Last Updated on June 3, 2015, by eNotes Editorial. Word Count: 204
Context: Don Juan is a long, digressive, and satiric poem about the adventures of a young libertine, Juan, whom readers and critics alike persist in identifying as Lord Byron. In Canto V, Juan and an Englishman named Johnson are sold as slaves to the Sultana Gulbeyaz. While they are being led by a black eunuch to the Sultan's palace, Juan suggests to his friend that they knock the slave on the head and escape. However, both are hungry, and when they smell food cooking, they decide to defer their plans for liberty. The line quoted refers to Juan's conduct when he smells food, but readers of the poem were prone to think of Byron himself and wonder if he was ever on "his good behaviour." Byron's old publisher, Murray, brought out the first five cantos of the poem anonymously, but he was so shocked by its contents that he refused to publish any more, and the remaining cantos were published by John Hunt. In context, the line reads:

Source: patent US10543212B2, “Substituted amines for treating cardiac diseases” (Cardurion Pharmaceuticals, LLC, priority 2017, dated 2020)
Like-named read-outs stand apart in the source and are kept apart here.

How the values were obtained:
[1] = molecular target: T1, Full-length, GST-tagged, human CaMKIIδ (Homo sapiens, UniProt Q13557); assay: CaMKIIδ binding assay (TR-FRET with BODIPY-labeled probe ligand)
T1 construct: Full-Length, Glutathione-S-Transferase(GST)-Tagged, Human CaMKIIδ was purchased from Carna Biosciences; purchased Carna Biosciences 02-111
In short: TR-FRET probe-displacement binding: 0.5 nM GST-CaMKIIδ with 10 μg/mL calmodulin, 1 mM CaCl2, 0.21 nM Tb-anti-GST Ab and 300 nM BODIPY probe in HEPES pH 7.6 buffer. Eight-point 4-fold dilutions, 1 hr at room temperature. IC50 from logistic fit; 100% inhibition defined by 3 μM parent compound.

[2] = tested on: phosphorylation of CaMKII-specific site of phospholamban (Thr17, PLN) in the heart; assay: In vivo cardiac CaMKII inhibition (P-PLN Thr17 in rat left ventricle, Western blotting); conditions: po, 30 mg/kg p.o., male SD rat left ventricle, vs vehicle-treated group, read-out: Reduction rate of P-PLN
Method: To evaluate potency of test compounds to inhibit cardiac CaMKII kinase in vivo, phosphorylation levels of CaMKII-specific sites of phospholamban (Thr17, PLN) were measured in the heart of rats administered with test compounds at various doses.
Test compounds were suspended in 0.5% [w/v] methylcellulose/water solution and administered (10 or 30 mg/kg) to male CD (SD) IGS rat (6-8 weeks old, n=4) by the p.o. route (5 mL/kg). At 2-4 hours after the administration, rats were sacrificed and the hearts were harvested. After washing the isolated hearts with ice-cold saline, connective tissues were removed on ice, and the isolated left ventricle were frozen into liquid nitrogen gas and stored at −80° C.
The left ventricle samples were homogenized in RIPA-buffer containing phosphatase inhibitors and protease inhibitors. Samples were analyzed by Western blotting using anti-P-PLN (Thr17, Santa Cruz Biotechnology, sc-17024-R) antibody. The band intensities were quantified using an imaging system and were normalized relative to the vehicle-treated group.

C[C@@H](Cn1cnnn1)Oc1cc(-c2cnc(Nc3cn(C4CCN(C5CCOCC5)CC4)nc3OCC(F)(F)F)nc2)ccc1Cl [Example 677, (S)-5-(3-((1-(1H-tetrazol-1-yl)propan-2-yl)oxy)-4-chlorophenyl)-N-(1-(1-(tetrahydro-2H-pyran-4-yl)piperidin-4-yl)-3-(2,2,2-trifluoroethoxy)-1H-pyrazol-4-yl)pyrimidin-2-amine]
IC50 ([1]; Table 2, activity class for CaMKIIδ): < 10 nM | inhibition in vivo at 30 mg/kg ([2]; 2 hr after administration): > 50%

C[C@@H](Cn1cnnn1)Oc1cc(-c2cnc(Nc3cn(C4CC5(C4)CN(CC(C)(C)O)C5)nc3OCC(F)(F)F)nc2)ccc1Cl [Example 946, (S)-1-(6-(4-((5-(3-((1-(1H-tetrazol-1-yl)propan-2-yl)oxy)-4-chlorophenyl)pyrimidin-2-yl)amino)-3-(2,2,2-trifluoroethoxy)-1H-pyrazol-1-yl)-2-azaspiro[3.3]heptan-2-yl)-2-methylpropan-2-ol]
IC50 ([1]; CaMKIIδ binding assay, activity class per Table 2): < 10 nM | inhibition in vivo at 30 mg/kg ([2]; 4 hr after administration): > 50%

And nearer as they came, a genial savour
Of certain stews, and roast-meats, and pilaus,
Things which in hungry mortals' eyes find favour,
Made Juan in his harsh intentions pause,
And put himself upon his good behaviour.